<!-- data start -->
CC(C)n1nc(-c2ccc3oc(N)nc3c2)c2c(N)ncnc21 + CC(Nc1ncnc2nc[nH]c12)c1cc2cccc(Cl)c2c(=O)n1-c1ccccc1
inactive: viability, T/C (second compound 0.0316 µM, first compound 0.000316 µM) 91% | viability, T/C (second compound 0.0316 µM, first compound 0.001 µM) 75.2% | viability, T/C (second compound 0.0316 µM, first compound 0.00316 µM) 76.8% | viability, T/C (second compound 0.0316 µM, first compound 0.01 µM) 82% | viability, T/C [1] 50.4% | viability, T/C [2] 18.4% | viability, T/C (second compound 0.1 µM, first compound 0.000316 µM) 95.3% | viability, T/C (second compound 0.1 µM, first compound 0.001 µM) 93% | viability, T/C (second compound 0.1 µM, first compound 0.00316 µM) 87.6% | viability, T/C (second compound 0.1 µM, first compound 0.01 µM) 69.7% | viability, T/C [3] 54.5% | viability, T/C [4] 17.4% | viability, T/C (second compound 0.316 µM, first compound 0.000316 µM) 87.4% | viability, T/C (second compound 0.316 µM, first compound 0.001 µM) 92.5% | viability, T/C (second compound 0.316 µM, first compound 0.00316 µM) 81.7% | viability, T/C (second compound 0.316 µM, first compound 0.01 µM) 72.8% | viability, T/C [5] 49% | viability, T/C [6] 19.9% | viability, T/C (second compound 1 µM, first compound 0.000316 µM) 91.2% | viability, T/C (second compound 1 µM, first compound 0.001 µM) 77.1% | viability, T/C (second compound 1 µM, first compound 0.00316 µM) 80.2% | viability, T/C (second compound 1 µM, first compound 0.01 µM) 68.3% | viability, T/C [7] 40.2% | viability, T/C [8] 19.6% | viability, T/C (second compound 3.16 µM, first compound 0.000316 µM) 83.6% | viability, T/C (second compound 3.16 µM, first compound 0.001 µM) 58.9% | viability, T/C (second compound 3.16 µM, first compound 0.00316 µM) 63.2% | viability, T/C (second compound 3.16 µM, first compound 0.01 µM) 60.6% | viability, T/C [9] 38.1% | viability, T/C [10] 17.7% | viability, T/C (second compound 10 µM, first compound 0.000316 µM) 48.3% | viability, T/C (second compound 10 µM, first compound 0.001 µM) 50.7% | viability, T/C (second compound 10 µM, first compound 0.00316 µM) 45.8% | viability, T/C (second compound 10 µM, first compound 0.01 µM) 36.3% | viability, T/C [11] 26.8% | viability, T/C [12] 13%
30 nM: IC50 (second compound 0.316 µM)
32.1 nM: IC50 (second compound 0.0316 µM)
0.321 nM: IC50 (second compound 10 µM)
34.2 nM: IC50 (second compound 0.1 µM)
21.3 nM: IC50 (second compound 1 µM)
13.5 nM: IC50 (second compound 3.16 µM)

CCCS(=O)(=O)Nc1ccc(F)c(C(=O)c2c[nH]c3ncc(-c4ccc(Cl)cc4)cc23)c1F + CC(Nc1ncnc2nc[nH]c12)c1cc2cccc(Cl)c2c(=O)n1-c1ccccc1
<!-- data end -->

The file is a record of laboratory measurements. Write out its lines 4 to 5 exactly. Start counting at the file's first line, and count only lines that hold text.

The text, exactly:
32.1 nM: IC50 (second compound 0.0316 µM)
0.321 nM: IC50 (second compound 10 µM)